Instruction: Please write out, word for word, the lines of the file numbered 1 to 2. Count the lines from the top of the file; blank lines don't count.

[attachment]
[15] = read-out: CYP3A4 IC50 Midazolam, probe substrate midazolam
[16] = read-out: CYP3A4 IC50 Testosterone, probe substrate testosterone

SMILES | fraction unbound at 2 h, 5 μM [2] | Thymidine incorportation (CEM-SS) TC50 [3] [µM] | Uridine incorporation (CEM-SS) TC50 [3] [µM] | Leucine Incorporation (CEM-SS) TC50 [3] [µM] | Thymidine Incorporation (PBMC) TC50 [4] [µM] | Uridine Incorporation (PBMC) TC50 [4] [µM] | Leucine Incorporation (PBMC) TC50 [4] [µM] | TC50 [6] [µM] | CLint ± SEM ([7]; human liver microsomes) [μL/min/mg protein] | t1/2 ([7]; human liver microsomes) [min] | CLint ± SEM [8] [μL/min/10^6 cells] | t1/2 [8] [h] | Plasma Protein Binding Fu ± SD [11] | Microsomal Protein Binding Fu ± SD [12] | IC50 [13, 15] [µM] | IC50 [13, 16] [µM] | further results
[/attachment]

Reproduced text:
[15] = read-out: CYP3A4 IC50 Midazolam, probe substrate midazolam
[16] = read-out: CYP3A4 IC50 Testosterone, probe substrate testosterone